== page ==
The World of Pregnancy

Having A Fever While Pregnant

Fever while pregnant, if it exceeds 38° Celsius, needs to be reported to the doctor immediately.  Generally, fever while expecting a baby is associated with flu, but it may very well also be a sign of intrauterine infection, and in this case the baby from your belly may be affected.

Having A Fever While Pregnant

What Can Lead to Fever While Pregnant?

Fever is defined by an increase of the internal body temperature with 1 or 2 degrees above the normal levels of 37° Celsius. This condition is usually manifested through dizziness, chills, muscle spasms, increased pulse, and even from the very first few signs, it`s recommended to measure the body temperature for identifying the severity of the condition.

Regardless of the severity of the results, it`s also recommended to talk to the doctor that supervises your pregnancy, because he`s the only one able to determine if you have any reasons to worry or you can just treat yourself at home. In this case, you need to give more attention to the treatment, as fever may indicate states of delusion, drowsiness and anxiety, which may affect the proper nutrition and implicitly the nutrient intake your organism needs.

Fever while pregnant, if it`s accompanied by joint pain or rash, it might be a symptom of infection, such as toxoplasma, parvovirus or cytomegalovirus, infections that may cause congenital abnormalities. For instance, cytomegalovirus is the most frequent cause of congenital deafness.

This shouldn`t mean that you should panic when you start experiencing fever. Most of the times, this sign may not be related to pregnancy, such as flu or cold. It`s a lot easier to get sick while pregnant, because the immune system is weak. However, you need to monitor the signs more carefully and in case of high fever, accompanied by signs that normally don`t occur in case of fever, you should visit the doctor immediately. It may related to some severe conditions that may be related to pregnancy and which may cause premature birth, miscarriage or other various fetal issues.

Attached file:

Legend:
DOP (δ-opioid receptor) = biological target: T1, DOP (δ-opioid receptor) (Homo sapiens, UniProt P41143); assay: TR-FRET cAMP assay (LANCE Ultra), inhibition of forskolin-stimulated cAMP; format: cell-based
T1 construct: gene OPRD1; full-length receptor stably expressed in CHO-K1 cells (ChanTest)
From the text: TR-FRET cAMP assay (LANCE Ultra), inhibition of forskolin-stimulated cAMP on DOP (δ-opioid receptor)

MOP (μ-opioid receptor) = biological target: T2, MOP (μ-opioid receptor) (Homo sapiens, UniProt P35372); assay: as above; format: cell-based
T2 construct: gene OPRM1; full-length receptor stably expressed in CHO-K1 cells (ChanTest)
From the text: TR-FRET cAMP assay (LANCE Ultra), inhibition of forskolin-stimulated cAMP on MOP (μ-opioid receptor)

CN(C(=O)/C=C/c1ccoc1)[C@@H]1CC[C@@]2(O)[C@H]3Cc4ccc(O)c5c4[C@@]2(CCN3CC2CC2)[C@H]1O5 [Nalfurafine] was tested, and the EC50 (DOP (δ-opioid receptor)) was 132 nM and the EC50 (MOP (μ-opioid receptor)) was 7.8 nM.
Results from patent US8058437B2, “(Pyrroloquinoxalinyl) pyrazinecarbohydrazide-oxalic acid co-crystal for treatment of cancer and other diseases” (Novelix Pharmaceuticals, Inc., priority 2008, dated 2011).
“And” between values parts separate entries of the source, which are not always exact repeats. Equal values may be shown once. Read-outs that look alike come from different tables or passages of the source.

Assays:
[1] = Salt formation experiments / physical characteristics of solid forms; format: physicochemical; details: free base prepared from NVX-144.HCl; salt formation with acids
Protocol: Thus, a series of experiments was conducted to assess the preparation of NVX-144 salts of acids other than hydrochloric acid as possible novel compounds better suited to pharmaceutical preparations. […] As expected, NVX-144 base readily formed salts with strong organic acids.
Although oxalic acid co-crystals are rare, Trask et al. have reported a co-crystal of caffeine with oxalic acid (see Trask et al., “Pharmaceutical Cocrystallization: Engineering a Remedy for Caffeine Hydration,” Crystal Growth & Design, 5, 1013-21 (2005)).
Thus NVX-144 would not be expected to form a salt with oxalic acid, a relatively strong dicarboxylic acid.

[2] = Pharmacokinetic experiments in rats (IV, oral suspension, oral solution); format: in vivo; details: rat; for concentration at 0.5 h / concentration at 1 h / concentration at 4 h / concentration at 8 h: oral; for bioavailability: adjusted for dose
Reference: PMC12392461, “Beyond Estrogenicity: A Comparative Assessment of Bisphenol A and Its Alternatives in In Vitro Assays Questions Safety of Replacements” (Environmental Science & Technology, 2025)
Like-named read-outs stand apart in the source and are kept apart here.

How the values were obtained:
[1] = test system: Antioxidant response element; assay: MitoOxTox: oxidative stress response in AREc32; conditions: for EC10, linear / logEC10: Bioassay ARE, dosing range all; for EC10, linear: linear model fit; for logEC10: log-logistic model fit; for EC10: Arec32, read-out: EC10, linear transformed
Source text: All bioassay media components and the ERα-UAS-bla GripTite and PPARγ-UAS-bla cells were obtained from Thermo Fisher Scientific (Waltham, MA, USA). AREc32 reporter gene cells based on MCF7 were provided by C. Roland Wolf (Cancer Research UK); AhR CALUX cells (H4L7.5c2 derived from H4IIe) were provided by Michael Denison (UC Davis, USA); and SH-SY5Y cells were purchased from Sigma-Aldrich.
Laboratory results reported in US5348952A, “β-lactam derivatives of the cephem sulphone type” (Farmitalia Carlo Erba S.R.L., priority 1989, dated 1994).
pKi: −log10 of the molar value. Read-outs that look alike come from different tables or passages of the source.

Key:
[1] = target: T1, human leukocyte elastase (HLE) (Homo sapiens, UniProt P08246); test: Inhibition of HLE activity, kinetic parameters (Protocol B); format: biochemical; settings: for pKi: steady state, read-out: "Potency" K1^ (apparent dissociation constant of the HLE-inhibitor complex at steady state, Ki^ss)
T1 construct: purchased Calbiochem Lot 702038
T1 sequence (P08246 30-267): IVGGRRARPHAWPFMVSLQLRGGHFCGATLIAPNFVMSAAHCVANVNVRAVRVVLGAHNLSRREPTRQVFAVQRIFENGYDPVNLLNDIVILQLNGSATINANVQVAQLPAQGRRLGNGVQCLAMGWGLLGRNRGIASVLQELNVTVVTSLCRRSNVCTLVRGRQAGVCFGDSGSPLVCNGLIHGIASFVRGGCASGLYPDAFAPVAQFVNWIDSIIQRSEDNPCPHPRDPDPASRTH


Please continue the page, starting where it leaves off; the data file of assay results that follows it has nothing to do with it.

How to Prevent Fever during Pregnancy?

Infections of the Urinary Tract

Ten percent of women experience an infection in their urinary tract at a particular point during the 9 months of pregnancy. This tract will include the urethra, bladder, kidneys and ureters. An infection will occur when bacteria will penetrate this system and then multiply.

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Most infections of urinary tract happen in the bladder, but they aren`t that severe. The doctor will usually prescribe a few intravaginal medications which should solve the medical issue. But if an infection is left untreated, it may reach the kidneys and lead a large variety of medical complications, which may include sepsis, premature labor or low birth weight. The signs of urinary tract infection are: the need of urinating frequently, burning sensation when urinating, fever, chills, pelvic pains, blood in urine or cloudy urine.

Flu

You most definitely had at some point in life an ugly flu with fever, discomfort, cough, chills or vomiting. Women who are pregnant have an increased risk of getting a flu virus and becoming sick due to their weak immune system. If you think that you may experience this illness, you should visit the doctor that supervises your pregnancy. He may advise you to rest, drink a lot of fluids as well as a antiviral medication which shouldn`t affect your pregnancy. Experts recommend for any pregnant woman to be vaccinated against such viruses.

Infections on the Upper Respiratory Tract (Cold)

The infections in the upper respiratory tract are generally located in the nasal passages, larynx, pharynx or sinuses. The signs include symptoms similar to flu, like sore throat, shortness of breath or clogged nose.

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An infection in the upper respiratory tract isn`t a serious illness like flu is and most of the times is spontaneous. The signs usually last 3 days to 2 weeks and can most of the times be treated at home on your own. If the signs don`t disappear in maximum 14 days, it might be something more serious, like pneumonia, bronchitis or sinusitis, and it`s essential to visit a doctor immediately, especially if you are pregnant.